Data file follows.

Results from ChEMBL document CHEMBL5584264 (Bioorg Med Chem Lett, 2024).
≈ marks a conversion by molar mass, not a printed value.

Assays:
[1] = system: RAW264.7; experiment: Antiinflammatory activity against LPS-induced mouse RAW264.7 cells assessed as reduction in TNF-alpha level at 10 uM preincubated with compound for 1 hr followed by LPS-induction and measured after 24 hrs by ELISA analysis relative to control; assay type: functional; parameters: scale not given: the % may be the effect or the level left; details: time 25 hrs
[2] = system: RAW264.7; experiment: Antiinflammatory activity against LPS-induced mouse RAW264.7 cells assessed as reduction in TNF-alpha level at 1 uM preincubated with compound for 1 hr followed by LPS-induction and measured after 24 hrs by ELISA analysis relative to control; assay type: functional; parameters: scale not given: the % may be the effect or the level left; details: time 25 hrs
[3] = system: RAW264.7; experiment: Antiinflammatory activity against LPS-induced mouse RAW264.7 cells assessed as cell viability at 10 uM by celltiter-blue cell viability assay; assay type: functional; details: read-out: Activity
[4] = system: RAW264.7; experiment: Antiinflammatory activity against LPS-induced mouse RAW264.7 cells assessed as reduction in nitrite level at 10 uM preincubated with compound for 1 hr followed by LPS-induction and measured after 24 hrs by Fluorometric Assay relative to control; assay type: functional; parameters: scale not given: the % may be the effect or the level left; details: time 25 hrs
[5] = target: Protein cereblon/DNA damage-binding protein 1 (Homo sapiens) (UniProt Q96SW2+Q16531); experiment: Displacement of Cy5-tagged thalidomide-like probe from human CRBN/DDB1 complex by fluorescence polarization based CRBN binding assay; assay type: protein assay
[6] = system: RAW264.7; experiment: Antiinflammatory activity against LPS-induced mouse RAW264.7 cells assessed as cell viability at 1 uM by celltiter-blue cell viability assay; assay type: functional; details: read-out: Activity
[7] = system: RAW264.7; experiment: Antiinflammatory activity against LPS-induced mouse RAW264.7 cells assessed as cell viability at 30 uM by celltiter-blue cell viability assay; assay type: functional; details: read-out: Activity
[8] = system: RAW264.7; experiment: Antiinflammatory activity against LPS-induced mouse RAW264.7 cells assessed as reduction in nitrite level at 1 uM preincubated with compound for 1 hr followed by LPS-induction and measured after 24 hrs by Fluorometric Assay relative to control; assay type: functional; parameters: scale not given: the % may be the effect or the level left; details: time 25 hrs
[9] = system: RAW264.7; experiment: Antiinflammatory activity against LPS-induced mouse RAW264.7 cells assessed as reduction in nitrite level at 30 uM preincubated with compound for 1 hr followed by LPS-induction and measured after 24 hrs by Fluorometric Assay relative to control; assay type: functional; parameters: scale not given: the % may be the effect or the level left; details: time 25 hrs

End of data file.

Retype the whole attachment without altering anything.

Results from ChEMBL document CHEMBL5584264 (Bioorg Med Chem Lett, 2024).
≈ marks a conversion by molar mass, not a printed value.

Assays:
[1] = system: RAW264.7; experiment: Antiinflammatory activity against LPS-induced mouse RAW264.7 cells assessed as reduction in TNF-alpha level at 10 uM preincubated with compound for 1 hr followed by LPS-induction and measured after 24 hrs by ELISA analysis relative to control; assay type: functional; parameters: scale not given: the % may be the effect or the level left; details: time 25 hrs
[2] = system: RAW264.7; experiment: Antiinflammatory activity against LPS-induced mouse RAW264.7 cells assessed as reduction in TNF-alpha level at 1 uM preincubated with compound for 1 hr followed by LPS-induction and measured after 24 hrs by ELISA analysis relative to control; assay type: functional; parameters: scale not given: the % may be the effect or the level left; details: time 25 hrs
[3] = system: RAW264.7; experiment: Antiinflammatory activity against LPS-induced mouse RAW264.7 cells assessed as cell viability at 10 uM by celltiter-blue cell viability assay; assay type: functional; details: read-out: Activity
[4] = system: RAW264.7; experiment: Antiinflammatory activity against LPS-induced mouse RAW264.7 cells assessed as reduction in nitrite level at 10 uM preincubated with compound for 1 hr followed by LPS-induction and measured after 24 hrs by Fluorometric Assay relative to control; assay type: functional; parameters: scale not given: the % may be the effect or the level left; details: time 25 hrs
[5] = target: Protein cereblon/DNA damage-binding protein 1 (Homo sapiens) (UniProt Q96SW2+Q16531); experiment: Displacement of Cy5-tagged thalidomide-like probe from human CRBN/DDB1 complex by fluorescence polarization based CRBN binding assay; assay type: protein assay
[6] = system: RAW264.7; experiment: Antiinflammatory activity against LPS-induced mouse RAW264.7 cells assessed as cell viability at 1 uM by celltiter-blue cell viability assay; assay type: functional; details: read-out: Activity
[7] = system: RAW264.7; experiment: Antiinflammatory activity against LPS-induced mouse RAW264.7 cells assessed as cell viability at 30 uM by celltiter-blue cell viability assay; assay type: functional; details: read-out: Activity
[8] = system: RAW264.7; experiment: Antiinflammatory activity against LPS-induced mouse RAW264.7 cells assessed as reduction in nitrite level at 1 uM preincubated with compound for 1 hr followed by LPS-induction and measured after 24 hrs by Fluorometric Assay relative to control; assay type: functional; parameters: scale not given: the % may be the effect or the level left; details: time 25 hrs
[9] = system: RAW264.7; experiment: Antiinflammatory activity against LPS-induced mouse RAW264.7 cells assessed as reduction in nitrite level at 30 uM preincubated with compound for 1 hr followed by LPS-induction and measured after 24 hrs by Fluorometric Assay relative to control; assay type: functional; parameters: scale not given: the % may be the effect or the level left; details: time 25 hrs